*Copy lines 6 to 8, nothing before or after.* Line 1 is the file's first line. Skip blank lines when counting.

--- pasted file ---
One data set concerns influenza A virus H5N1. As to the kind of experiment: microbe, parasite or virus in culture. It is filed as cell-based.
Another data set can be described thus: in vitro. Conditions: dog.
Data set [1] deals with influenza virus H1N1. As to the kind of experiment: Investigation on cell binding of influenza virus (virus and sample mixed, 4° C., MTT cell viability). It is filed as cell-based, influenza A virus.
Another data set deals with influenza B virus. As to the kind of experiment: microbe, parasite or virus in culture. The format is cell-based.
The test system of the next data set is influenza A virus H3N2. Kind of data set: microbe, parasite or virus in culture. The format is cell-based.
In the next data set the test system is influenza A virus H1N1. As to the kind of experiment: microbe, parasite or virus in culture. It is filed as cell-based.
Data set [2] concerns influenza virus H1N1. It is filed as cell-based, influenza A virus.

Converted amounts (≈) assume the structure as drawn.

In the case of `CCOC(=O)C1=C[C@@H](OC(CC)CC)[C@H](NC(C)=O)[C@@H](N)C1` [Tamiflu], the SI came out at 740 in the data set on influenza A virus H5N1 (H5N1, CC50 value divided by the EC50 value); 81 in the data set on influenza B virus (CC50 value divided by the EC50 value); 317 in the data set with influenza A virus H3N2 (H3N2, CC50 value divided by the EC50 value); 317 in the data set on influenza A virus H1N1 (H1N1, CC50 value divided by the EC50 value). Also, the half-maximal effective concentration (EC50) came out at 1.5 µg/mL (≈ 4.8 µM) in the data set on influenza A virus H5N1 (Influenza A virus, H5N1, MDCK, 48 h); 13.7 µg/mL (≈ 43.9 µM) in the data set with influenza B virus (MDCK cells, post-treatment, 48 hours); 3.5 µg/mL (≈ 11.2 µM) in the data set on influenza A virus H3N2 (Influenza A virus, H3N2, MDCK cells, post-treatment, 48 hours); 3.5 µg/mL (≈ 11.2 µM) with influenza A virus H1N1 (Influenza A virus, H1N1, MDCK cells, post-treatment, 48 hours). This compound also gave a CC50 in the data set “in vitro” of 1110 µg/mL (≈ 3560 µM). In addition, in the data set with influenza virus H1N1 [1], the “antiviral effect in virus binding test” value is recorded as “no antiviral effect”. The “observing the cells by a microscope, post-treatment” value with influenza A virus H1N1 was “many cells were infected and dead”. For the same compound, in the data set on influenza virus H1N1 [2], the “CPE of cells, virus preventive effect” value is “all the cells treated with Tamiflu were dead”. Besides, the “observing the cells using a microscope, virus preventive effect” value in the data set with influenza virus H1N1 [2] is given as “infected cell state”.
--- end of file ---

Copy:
In the next data set the test system is influenza A virus H1N1. As to the kind of experiment: microbe, parasite or virus in culture. It is filed as cell-based.
Data set [2] concerns influenza virus H1N1. It is filed as cell-based, influenza A virus.

Converted amounts (≈) assume the structure as drawn.